Sulfur and salt have burned up its entire land! It cannot be sown, nor can it grow [anything], not [even] any grass will sprout upon it. It is like the overturning of Sodom, Gemorrah, Admah and Zeboiim, which the Lord overturned in His fury and in His rage.
This verse lists 4 cities that were destroyed by God. OK, that's pretty epic but I recalled that the original story was a little different, so I checked. In Bereishit (Genesis) 18, God tells Abraham that He is going to destroy S'dom and Amora. Abraham starts to haggle and asks God if He would destroy the entire "city" if 50 righteous people live there. Fifty is not a random number -- Rabbi Shlomo Yitzchaki (Rashi) explains that there were actually 5 cities (as in 14:2, "That they waged war with Bera the king of Sodom and with Birsha the king of Gomorrah, Shineab the king of Admah, and Shemeber the king of Zeboiim, and the king of Bela, which is Zoar") and Abraham was asking about destroying what would have constituted a quorum (minyan) of 10 righteous men in each city (an argument apparently bolstered by the Targum Yonatan). The metropolitan area of 5 cities was named based on the largest, S'dom. So instead of recalling 5 destroyed cities, the Devarim text refers only to 4. So I did more reading.
It appears that the original goal was to destroy 5. Abraham prays and begs but God stands firm. But in Bereishit 19:18 something changes. Lot, Abraham's nephew who lives in S'dom asks the angels/God not to destroy the city of Tzo'ar. His argument is that Tzo'ar is the smallest of the 5. The talmud, in Tractate Shabbat, page 10A explains that "small" is not a measure of size, but of age. It had been settled most recently (1 year later than S'dom) so it was "closer" in time and "smaller" in evil and did not have the same measure of sins as was found in the other cities.
One year. That's not much of a difference. Abraham was asking about the possibility of (ultimately) their being 10 righteous men in one of the cities, or possibly all 5 combined (rabbinic sources disagree) but when that didn't pan out, he dropped his suit. Lot didn't ask about righteous men. He pointed out that one city simply wasn't as bad as the others (by a factor of a single year over a span of over 50 years...Tzo'ar was 1/52nd less evil, under 2 percent better). God presents no counter argument as He did to Abraham -- Lot persuades God with that one point and the city is saved! What Abraham can't/won't/doesn't do, despite his sterling character, Lot, who is not exactly a consistent paragon of virtue accomplishes in a moment of desperation. In fact, it seems that Lot didn't even buy his own argument! He leaves Tzo'ar as quickly as he can (verse 30) because, as Rabbi David Kimchi puts it, he really was aware that its inhabitants were evil and deserved the same destruction (as quoted from the English translation on Sefaria.org "He left Tzoar being afraid that Tzoar might face the same fate as Sodom, even though a little later, seeing that he was well aware that its inhabitants were also wicked people.")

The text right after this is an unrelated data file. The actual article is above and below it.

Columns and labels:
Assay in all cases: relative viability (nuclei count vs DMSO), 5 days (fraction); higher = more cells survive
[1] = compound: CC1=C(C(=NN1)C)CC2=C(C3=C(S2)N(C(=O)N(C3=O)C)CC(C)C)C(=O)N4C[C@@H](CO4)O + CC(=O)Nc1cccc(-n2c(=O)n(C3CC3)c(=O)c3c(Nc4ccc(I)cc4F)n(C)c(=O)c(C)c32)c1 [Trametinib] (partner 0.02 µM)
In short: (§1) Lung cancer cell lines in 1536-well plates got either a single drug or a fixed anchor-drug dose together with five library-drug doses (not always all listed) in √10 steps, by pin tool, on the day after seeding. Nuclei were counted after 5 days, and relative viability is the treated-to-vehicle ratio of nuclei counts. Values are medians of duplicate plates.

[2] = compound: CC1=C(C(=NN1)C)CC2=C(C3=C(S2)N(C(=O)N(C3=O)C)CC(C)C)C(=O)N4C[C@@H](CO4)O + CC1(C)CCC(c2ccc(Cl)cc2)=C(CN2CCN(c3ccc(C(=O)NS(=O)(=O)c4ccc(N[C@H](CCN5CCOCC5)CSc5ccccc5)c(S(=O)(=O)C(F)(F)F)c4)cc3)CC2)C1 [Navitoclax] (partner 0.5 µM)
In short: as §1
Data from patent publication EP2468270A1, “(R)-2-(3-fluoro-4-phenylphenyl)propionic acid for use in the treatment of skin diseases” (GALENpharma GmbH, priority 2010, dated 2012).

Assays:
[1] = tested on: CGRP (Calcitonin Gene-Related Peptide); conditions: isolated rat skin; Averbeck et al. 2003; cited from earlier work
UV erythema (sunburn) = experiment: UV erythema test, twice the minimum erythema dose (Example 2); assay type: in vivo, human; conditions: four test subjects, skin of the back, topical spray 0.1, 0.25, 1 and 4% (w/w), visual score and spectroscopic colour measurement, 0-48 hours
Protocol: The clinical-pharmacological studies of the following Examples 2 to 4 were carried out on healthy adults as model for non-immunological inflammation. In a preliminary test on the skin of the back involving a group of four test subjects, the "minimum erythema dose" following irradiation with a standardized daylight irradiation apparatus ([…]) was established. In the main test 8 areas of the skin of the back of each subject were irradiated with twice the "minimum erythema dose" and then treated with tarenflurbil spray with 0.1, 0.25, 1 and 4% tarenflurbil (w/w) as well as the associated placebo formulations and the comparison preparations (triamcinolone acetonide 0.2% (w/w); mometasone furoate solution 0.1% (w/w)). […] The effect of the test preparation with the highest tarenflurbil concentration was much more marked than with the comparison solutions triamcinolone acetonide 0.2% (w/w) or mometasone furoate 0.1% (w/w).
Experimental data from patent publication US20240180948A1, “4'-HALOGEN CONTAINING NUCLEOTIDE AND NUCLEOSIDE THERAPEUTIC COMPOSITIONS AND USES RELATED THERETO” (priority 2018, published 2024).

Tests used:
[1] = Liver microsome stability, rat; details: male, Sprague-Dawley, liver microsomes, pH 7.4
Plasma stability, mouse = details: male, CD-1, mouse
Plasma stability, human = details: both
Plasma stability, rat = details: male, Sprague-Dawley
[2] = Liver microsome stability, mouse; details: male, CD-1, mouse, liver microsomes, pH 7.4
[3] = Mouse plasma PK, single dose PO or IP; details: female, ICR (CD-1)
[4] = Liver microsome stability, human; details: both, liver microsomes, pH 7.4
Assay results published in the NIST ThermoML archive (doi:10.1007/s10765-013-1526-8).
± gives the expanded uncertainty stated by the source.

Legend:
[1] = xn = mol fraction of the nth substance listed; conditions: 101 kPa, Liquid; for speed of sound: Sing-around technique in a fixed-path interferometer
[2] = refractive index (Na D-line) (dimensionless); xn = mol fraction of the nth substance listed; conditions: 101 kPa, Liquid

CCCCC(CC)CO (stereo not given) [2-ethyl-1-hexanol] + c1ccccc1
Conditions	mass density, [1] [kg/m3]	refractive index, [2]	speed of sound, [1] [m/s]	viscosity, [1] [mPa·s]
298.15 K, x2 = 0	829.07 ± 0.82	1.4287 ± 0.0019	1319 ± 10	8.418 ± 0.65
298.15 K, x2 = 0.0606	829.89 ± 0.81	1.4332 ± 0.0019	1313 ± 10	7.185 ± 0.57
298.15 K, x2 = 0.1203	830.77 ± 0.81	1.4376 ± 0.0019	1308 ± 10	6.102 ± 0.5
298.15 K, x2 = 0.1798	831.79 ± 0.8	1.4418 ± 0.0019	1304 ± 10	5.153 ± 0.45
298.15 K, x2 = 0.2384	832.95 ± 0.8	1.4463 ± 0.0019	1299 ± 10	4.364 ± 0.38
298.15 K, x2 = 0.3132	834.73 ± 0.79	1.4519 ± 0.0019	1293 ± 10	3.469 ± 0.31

So Abraham, man of God, strong defender of all that is right and good gives up on 5 cities while Lot, who is willing to hand over his own daughters to a violent mob, is able to argue to save a city even though the crux of his argument is a point which he knows to be false.
Rosh Hashana, the Jewish new year is coming. On it, Jews are judged.
God, as you well know, I am no Abraham. I don't know if I could offer up my child, jump into a furnace, fight a war or circumcise myself. But maybe, it would be enough that you see me as a Lot. My pleas in the name of Abraham, explaining rationally and mathematically why I am worth saving might not persuade you. I don't have the minimum allotment of righteousness to merit another year.
But I call out to you as Lot -- in desperation and in the face of destruction, an emotional and irrational argument, one that I might even recognize as not entirely valid: that there is some small part of me which is not that bad, even if not good. Forgive me and save me for the year even though I know that I do not deserve it. I will try to flee even from that small part because I know, deep down, that it is bad also, but please give me a chance.
I ask all those whom I might have hurt, offended, alienated or bothered to forgive me. I hope we can all merit (by any means necessary, be it via the method of Abraham or Lot) a year of joy, happiness, health and peace.
L'shana Tova tikatem and teichatem -- may we all be written and sealed into the book of life.